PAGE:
Org Mode files can have header information at the top of the file to define how the file looks when it's exported. Since I'm picky about how the printout looks, I've tweaked this to my liking as follows:

#+TITLE: [...today's date...]
#+OPTIONS: toc:nil num:nil author:nil date:nil
#+STARTUP: align
#+HTML_HEAD: <link rel="stylesheet" type="text/css href="styles.css" />
#+LaTeX_CLASS: article
#+LaTeX_CLASS_OPTIONS: [9pt,twocolumn,portrait]
#+LATEX_HEADER: \usepackage[margin=0.5in]{geometry}
#+LATEX_HEADER: \usepackage{enumitem}

styles.css is a style sheet I have which overrides the default styles for Org Mode-generated HTML, in case I want to view the file in a Web browser, which runs faster than the LaTeX/PDF export. The LaTeX-related items specify the multi-column layout, along with smaller text and narrower margins than the default.

Automating It

At first, I created and edited the files manually, copying and pasting the above snippet into a new file each morning, and setting the title in the header using org-time-stamp-inactive (C-c !). Eventually I automated all that using the following Emacs Lisp (added to $HOME/.emacs.d/init.el):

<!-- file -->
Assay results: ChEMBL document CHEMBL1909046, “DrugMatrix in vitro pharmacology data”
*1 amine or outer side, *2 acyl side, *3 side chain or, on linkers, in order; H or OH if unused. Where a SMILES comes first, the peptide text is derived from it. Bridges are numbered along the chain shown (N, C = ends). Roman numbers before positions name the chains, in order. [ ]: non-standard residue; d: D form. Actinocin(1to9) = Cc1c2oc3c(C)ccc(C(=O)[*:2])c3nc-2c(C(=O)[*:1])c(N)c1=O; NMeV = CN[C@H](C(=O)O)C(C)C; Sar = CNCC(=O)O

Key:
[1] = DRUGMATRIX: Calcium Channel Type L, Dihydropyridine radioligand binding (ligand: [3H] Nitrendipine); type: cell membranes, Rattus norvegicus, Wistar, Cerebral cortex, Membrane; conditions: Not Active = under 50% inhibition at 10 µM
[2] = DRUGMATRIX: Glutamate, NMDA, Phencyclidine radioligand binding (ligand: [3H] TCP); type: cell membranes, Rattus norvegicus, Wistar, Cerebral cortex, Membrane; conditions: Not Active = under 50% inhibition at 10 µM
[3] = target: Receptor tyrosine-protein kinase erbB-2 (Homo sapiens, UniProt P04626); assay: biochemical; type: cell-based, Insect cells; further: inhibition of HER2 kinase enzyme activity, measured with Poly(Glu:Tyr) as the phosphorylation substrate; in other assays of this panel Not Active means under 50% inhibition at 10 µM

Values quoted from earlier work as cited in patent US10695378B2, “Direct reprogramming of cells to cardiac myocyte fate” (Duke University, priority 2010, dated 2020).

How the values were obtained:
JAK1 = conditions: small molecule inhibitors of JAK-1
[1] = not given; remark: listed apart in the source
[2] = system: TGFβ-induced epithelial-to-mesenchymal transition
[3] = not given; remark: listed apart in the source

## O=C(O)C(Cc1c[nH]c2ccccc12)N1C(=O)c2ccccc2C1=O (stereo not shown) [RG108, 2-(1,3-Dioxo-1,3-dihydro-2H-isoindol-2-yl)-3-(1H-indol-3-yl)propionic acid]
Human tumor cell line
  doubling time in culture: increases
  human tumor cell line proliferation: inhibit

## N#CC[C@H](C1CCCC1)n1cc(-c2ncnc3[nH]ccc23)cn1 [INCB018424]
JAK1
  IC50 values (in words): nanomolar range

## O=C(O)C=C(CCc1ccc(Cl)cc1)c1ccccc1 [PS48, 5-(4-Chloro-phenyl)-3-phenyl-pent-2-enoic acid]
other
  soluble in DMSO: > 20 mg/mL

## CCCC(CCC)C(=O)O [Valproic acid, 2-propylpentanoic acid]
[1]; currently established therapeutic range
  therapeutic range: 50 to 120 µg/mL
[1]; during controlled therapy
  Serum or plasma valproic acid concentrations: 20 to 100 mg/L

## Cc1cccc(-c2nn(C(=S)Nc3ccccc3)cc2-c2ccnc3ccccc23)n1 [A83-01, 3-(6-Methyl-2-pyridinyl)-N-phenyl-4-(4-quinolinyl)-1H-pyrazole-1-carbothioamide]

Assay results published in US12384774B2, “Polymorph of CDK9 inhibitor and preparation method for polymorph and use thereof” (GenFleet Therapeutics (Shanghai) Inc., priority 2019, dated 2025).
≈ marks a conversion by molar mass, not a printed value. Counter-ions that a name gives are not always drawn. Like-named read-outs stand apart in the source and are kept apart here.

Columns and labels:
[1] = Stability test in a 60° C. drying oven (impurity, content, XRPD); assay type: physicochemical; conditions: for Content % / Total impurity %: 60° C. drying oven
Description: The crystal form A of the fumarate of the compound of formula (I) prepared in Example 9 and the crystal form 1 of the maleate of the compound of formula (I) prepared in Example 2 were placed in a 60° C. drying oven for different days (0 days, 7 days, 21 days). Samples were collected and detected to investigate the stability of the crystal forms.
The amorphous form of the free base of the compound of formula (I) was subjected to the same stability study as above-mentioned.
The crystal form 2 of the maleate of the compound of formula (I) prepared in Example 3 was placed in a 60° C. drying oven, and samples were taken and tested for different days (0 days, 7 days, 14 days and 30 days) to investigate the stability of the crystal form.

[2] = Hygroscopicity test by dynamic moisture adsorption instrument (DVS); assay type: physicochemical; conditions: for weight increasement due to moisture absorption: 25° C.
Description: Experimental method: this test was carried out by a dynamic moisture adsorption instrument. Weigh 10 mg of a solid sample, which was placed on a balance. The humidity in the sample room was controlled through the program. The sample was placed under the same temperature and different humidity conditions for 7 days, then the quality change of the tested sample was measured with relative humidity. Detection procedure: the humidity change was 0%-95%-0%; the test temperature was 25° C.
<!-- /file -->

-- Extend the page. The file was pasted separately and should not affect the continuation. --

(defun open-journal-file ()
  (let* ((today (format-time-string "%Y-%m-%d"))
         (path (concat (getenv "HOME") "/path/to/my/journal/" today ".org"))
         (hdr-list (list (concat "#+TITLE: [" today "]")
                         "#+OPTIONS: toc:nil num:nil author:nil date:nil"
                         "#+STARTUP: align"
                         "#+HTML_HEAD: <link rel=\"stylesheet\" type=\"text/css\" href=\"styles.css\" />"
                         "#+LaTeX_CLASS: article"
                         "#+LaTeX_CLASS_OPTIONS: [9pt,twocolumn,portrait]"
                         "#+LATEX_HEADER: \\usepackage[margin=0.5in]{geometry}"